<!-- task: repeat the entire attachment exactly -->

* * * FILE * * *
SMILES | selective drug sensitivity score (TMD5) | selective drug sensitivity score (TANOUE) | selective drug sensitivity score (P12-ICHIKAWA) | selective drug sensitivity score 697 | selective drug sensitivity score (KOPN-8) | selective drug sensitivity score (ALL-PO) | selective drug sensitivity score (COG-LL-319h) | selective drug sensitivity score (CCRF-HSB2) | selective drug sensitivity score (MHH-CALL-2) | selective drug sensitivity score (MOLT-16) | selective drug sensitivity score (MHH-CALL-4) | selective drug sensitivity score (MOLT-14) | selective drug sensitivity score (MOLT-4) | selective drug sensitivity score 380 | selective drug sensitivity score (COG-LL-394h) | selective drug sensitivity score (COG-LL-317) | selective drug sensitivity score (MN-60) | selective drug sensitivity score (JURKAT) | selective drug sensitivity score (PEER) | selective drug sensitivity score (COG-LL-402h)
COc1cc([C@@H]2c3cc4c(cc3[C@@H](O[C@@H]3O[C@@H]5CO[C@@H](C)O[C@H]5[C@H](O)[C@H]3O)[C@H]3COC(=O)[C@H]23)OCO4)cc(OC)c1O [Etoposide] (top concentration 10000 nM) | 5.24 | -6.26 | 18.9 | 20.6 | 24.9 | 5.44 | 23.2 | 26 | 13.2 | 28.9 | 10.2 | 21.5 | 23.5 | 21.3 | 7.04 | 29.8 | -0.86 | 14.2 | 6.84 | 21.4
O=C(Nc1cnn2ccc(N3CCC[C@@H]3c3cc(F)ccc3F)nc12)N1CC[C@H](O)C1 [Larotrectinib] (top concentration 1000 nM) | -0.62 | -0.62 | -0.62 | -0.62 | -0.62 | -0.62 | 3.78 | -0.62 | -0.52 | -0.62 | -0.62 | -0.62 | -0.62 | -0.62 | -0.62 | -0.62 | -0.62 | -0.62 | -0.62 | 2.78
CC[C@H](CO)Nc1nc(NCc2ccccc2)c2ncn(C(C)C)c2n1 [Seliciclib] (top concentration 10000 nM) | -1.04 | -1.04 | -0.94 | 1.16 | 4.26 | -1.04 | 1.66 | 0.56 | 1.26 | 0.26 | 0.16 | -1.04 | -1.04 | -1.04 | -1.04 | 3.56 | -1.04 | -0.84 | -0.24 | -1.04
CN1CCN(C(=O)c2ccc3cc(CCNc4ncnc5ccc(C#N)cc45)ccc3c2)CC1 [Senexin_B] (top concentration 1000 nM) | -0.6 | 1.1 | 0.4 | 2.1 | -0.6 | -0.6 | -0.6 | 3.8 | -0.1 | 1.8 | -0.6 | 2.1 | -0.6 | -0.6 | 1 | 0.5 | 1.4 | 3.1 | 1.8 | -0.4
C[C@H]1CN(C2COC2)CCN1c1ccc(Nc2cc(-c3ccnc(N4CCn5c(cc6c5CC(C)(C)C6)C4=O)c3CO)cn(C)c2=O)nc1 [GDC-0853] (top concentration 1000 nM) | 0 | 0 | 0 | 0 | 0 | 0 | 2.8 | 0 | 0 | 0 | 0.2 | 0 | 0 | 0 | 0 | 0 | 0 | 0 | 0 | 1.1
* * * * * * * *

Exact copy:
SMILES | selective drug sensitivity score (TMD5) | selective drug sensitivity score (TANOUE) | selective drug sensitivity score (P12-ICHIKAWA) | selective drug sensitivity score 697 | selective drug sensitivity score (KOPN-8) | selective drug sensitivity score (ALL-PO) | selective drug sensitivity score (COG-LL-319h) | selective drug sensitivity score (CCRF-HSB2) | selective drug sensitivity score (MHH-CALL-2) | selective drug sensitivity score (MOLT-16) | selective drug sensitivity score (MHH-CALL-4) | selective drug sensitivity score (MOLT-14) | selective drug sensitivity score (MOLT-4) | selective drug sensitivity score 380 | selective drug sensitivity score (COG-LL-394h) | selective drug sensitivity score (COG-LL-317) | selective drug sensitivity score (MN-60) | selective drug sensitivity score (JURKAT) | selective drug sensitivity score (PEER) | selective drug sensitivity score (COG-LL-402h)
COc1cc([C@@H]2c3cc4c(cc3[C@@H](O[C@@H]3O[C@@H]5CO[C@@H](C)O[C@H]5[C@H](O)[C@H]3O)[C@H]3COC(=O)[C@H]23)OCO4)cc(OC)c1O [Etoposide] (top concentration 10000 nM) | 5.24 | -6.26 | 18.9 | 20.6 | 24.9 | 5.44 | 23.2 | 26 | 13.2 | 28.9 | 10.2 | 21.5 | 23.5 | 21.3 | 7.04 | 29.8 | -0.86 | 14.2 | 6.84 | 21.4
O=C(Nc1cnn2ccc(N3CCC[C@@H]3c3cc(F)ccc3F)nc12)N1CC[C@H](O)C1 [Larotrectinib] (top concentration 1000 nM) | -0.62 | -0.62 | -0.62 | -0.62 | -0.62 | -0.62 | 3.78 | -0.62 | -0.52 | -0.62 | -0.62 | -0.62 | -0.62 | -0.62 | -0.62 | -0.62 | -0.62 | -0.62 | -0.62 | 2.78
CC[C@H](CO)Nc1nc(NCc2ccccc2)c2ncn(C(C)C)c2n1 [Seliciclib] (top concentration 10000 nM) | -1.04 | -1.04 | -0.94 | 1.16 | 4.26 | -1.04 | 1.66 | 0.56 | 1.26 | 0.26 | 0.16 | -1.04 | -1.04 | -1.04 | -1.04 | 3.56 | -1.04 | -0.84 | -0.24 | -1.04
CN1CCN(C(=O)c2ccc3cc(CCNc4ncnc5ccc(C#N)cc45)ccc3c2)CC1 [Senexin_B] (top concentration 1000 nM) | -0.6 | 1.1 | 0.4 | 2.1 | -0.6 | -0.6 | -0.6 | 3.8 | -0.1 | 1.8 | -0.6 | 2.1 | -0.6 | -0.6 | 1 | 0.5 | 1.4 | 3.1 | 1.8 | -0.4
C[C@H]1CN(C2COC2)CCN1c1ccc(Nc2cc(-c3ccnc(N4CCn5c(cc6c5CC(C)(C)C6)C4=O)c3CO)cn(C)c2=O)nc1 [GDC-0853] (top concentration 1000 nM) | 0 | 0 | 0 | 0 | 0 | 0 | 2.8 | 0 | 0 | 0 | 0.2 | 0 | 0 | 0 | 0 | 0 | 0 | 0 | 0 | 1.1